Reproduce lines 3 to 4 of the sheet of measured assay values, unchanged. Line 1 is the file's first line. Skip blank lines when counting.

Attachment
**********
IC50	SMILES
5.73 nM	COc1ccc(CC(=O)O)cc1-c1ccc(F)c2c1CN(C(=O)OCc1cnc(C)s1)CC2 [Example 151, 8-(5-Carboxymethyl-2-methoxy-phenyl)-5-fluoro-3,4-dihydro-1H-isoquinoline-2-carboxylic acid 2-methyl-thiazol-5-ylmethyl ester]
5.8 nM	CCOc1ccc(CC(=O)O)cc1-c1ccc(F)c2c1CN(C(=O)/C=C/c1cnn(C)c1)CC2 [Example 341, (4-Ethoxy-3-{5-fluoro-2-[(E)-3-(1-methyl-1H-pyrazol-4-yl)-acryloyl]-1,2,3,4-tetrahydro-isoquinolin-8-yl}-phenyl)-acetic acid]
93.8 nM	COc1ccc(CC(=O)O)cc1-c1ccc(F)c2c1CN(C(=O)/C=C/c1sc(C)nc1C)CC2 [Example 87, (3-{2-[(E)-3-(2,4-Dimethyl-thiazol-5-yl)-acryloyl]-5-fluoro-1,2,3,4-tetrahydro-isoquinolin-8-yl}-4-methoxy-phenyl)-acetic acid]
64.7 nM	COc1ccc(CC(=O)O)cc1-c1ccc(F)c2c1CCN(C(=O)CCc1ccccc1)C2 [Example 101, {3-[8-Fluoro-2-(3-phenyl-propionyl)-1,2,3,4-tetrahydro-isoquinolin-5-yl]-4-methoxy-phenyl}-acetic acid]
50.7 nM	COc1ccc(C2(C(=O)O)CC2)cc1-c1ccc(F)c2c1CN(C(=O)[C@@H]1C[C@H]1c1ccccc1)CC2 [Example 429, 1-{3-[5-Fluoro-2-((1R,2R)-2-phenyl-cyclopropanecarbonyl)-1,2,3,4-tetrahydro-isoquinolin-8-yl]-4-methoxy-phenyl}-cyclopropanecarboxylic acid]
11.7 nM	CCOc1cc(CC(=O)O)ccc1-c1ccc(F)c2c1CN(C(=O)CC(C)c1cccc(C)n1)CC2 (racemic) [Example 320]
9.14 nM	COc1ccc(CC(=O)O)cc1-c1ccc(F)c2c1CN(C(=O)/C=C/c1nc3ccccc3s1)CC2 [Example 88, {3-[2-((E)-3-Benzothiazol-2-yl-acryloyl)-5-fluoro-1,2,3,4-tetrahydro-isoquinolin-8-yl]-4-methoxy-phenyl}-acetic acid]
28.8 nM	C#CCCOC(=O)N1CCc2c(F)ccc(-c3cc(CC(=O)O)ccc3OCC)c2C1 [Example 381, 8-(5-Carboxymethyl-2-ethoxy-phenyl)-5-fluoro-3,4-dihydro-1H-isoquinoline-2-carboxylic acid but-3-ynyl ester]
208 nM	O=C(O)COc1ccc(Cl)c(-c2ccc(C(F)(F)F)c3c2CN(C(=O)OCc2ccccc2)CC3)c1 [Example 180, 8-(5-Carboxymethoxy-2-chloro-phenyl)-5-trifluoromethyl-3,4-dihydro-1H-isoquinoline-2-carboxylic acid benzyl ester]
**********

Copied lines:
5.8 nM	CCOc1ccc(CC(=O)O)cc1-c1ccc(F)c2c1CN(C(=O)/C=C/c1cnn(C)c1)CC2 [Example 341, (4-Ethoxy-3-{5-fluoro-2-[(E)-3-(1-methyl-1H-pyrazol-4-yl)-acryloyl]-1,2,3,4-tetrahydro-isoquinolin-8-yl}-phenyl)-acetic acid]
93.8 nM	COc1ccc(CC(=O)O)cc1-c1ccc(F)c2c1CN(C(=O)/C=C/c1sc(C)nc1C)CC2 [Example 87, (3-{2-[(E)-3-(2,4-Dimethyl-thiazol-5-yl)-acryloyl]-5-fluoro-1,2,3,4-tetrahydro-isoquinolin-8-yl}-4-methoxy-phenyl)-acetic acid]